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Getting Away With Murder

Written by slider2641 Mar 25, 2011

Because of the drinking age, people who attend underage drinking parties are sometimes afraid to report any emergencies. In some cases, this results in death. What do you call this? Is it a tragic accident? Is it his/her own fault for overdosing?

The real question is this. What do you call it when someone needs medical attention and someone else stops them from receiving it? Imagine that someone has an asthma attack and dies because someone else stole his/her inhaler, or that someone gets bit by a snake and dies because someone else stole his/her anti-venom. Most people would call that murder. Now, let’s go back to the original scenario. Someone has too much to drink and dies because the government, by enforcing the drinking age, stole his/her access to medical attention. The scenario is no different. Every time someone dies because the drinking age stopped an emergency from being reported, the government gets away with murder, or at the very least, gross manslaughter.

Normally, murder requires some form of premeditation. Are these murders premeditated? Are supporters of the drinking age aware of these murders? Arguments against prohibition have been around since the passing of the 18th Amendment, which was over 90 years ago. They may have even been around before then. The most common argument was the one about unreported emergencies. Prohibitionists have always been well aware of the deaths caused by unreported emergencies because of prohibition. They just selfishly ignored those arguments to maintain their power. They even added insult to injury by adding those deaths to their statistics. So, the answer to that question is yes. The deaths are premeditated. There’s no possible way that they can be considered accidents.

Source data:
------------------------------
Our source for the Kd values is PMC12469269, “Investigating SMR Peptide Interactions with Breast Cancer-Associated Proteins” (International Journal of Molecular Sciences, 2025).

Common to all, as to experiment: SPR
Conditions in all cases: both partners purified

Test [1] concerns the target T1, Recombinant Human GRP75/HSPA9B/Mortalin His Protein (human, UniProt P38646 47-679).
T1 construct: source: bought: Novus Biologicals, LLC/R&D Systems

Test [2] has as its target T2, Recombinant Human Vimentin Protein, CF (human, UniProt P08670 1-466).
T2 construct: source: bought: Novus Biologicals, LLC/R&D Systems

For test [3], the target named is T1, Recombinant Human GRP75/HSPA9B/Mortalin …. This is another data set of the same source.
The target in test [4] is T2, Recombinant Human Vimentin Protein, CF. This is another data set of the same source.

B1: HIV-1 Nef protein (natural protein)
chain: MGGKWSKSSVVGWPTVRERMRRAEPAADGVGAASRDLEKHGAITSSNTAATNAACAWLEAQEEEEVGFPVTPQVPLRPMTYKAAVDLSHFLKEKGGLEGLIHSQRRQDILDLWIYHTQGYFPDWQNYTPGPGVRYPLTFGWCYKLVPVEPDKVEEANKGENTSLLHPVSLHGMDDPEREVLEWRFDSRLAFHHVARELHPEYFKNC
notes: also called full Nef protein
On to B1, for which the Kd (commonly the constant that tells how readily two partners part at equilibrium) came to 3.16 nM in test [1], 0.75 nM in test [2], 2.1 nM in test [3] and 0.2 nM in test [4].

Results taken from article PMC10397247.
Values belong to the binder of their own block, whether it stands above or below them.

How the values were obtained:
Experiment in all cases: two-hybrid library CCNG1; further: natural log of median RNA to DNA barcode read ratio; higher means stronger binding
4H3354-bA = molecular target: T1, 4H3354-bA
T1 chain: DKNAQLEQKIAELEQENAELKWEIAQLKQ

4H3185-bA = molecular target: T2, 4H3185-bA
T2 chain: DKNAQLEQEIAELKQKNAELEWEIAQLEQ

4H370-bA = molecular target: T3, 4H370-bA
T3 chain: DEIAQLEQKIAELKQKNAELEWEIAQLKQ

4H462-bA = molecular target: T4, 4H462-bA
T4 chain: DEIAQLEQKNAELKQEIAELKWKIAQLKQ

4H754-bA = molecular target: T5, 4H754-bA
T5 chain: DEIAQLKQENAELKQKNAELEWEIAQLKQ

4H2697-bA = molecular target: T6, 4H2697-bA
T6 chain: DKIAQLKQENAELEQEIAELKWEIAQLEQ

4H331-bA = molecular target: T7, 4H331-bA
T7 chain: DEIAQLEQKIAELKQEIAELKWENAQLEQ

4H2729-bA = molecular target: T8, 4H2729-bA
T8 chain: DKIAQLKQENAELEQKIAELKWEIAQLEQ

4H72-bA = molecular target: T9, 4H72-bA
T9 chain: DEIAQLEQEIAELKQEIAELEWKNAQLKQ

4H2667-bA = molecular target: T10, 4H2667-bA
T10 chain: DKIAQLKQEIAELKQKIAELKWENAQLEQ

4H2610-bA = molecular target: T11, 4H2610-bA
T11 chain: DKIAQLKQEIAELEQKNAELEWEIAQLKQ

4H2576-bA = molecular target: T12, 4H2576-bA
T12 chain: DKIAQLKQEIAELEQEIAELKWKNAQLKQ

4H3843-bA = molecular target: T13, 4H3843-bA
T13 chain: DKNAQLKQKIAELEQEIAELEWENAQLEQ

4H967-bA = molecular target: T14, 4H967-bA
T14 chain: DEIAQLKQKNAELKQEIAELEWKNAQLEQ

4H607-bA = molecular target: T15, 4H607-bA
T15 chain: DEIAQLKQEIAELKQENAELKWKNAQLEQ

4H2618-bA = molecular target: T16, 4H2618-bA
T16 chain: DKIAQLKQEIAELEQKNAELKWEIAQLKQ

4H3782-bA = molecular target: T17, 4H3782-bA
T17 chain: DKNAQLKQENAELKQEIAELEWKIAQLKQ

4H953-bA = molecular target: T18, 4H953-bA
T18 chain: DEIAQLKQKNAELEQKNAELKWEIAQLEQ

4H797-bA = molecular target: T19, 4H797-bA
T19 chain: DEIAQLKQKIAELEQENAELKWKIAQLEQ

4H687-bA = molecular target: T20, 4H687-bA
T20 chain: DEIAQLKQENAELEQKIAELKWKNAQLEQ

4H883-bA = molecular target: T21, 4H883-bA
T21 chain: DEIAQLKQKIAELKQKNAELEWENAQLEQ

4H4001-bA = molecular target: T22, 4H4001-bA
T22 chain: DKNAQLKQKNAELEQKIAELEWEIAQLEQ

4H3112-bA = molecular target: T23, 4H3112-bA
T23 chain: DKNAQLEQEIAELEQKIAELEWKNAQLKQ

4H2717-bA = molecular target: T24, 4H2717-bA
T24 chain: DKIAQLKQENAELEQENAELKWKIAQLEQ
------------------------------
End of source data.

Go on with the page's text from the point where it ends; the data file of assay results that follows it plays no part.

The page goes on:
Good Samaritan policies, which allow partygoers to report emergencies without fear of arrest, are an attempt to stop these murders. However, they still aren’t 100% guaranteed. Even in places that have Good Samaritan policies, most people don’t know about them, which makes them useless. If they do know about them, they are still not 100% effective, because many people are afraid to admit to illegal activity even if they won’t face any penalties. The only guaranteed way to stop these murders is to repeal the drinking age.

Also, the vast majority of supporters of Good Samaritan policies are opponents of prohibition. Supporters of prohibition only go along with the Good Samaritan policies because, although they are okay with innocent people dying, they can’t be too open about it.

But what about the deaths caused by youths drinking if the drinking age is repealed? Why aren’t the opponents of the drinking age to blame? It’s simple. If there is no drinking age and someone overdoses, he/she freely chose to drink that much. Since he/she is better educated about harm reduction, it is the fault of that person’s own stupidity. If someone drives drunk and kills someone, he/she goes to jail, meaning that he/she does not get away with it. Either way, no one gets away with endangering the lives of others. The same cannot be said about the deaths caused by the prohibition.

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